Winter is approaching, meaning it is more important than ever to practice regular self–care. 

There is biological backing to why many people experience worsening mental health during the winter months. For many, the change in seasons makes it is more challenging to spend time outside. Minimal exposure to sunlight negatively alters the body's circadian rhythm and catalyzes metabolic changes. During winter, serotonin (aka the feel–good neurotransmitter) decreases, while melatonin, a hormone associated with depression and drowsiness, increases. 

The mental strain that comes with bearing colder weather is very real. Thus, it's crucial to be aware of this phenomenon and take steps to lessen its effects. 

Creating a self–care environment in your living space is essential during this season. A few strategies to make your home, office, or bedroom into a self–care haven are to play soothing music over a speaker, stock up on relaxing scents, purchase lights that are scientifically proven to treat seasonal affective disorder symptoms, and cook your favorite comfort foods when you have the time. 

Make sure to set aside time each day to do something that genuinely makes you happy—even if it's only for 15 minutes. Whether it be working out, reading a book, watching television, or even putting together your own at–home spa day, devote a chunk of your time to self–serving activities. This will provide you not only an outlet, but something to look forward to on seemingly endless days.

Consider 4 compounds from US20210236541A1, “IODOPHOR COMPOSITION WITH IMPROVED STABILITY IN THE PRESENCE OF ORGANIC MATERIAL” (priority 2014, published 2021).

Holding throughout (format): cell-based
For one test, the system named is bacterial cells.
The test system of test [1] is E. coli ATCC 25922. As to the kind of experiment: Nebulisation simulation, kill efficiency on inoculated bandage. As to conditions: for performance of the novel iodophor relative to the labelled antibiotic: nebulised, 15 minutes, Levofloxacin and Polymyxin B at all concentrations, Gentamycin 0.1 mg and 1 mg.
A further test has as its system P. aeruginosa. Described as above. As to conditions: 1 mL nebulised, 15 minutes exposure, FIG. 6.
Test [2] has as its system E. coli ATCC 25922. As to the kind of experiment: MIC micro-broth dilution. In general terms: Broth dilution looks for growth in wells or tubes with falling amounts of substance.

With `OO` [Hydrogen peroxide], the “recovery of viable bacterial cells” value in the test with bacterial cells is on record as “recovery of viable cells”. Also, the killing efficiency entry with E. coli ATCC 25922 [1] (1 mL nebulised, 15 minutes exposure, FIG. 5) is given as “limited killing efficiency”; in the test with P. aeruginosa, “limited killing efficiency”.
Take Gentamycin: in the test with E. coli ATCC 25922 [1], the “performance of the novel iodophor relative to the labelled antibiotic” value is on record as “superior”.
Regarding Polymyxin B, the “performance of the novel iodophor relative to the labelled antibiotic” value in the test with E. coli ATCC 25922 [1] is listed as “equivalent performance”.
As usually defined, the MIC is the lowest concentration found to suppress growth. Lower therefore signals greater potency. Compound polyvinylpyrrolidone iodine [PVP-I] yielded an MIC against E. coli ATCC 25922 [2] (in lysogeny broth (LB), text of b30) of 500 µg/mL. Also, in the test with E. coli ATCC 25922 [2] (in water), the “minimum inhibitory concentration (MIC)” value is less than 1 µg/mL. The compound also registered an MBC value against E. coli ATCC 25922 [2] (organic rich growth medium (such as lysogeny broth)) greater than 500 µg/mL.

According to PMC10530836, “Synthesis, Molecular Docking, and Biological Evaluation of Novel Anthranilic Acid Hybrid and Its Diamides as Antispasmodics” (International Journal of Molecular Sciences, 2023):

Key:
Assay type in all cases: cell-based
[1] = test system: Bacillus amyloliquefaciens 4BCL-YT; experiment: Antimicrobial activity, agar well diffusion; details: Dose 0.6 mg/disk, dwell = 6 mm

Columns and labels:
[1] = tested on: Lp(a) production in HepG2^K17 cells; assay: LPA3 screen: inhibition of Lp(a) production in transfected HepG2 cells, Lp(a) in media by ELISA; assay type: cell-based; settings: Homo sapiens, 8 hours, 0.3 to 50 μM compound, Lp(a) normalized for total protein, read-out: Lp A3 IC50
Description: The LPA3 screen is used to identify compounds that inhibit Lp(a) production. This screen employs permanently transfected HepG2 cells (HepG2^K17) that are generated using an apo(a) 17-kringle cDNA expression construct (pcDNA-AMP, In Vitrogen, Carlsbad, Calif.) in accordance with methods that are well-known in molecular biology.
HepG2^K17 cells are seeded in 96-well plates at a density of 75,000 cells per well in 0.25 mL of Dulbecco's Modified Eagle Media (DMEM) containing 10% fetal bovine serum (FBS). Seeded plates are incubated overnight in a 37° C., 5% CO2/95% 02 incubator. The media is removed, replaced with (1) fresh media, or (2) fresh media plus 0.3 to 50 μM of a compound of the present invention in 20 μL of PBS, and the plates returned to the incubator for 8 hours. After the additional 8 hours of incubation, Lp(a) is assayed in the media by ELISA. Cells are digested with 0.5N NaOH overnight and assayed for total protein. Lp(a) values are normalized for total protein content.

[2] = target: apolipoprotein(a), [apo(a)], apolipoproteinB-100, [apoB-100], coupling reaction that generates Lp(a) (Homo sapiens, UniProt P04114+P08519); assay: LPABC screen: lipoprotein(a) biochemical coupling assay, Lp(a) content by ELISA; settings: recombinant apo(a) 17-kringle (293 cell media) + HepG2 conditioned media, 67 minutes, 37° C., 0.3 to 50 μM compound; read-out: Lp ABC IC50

Be tuned in to your body and acknowledge when you're not feeling your best. Make an effort to check in with yourself at a certain time each day by asking yourself these five questions that will help you be more cognizant of your mental well–being.

With social distancing guidelines still in place in many places around the world, there are also a number of COVID–19 conscious self–care measures that you can take. In addition to committing yourself to getting a good night's sleep and establishing a daily routine, eating well and drinking lots of water is vital to well–being, can help curb the negative effects of stress, and can even boost your immune system. Staying active is also a known mood–booster. And while this may be difficult given gym shutdowns and frigid outdoor temperatures, there are ways to get your exercise in at home—including streaming a workout or yoga class.

While these tips may seem minuscule, adding them to your daily routine can make a huge difference. As we enter the colder months, it's crucial to stay on top of your mental health.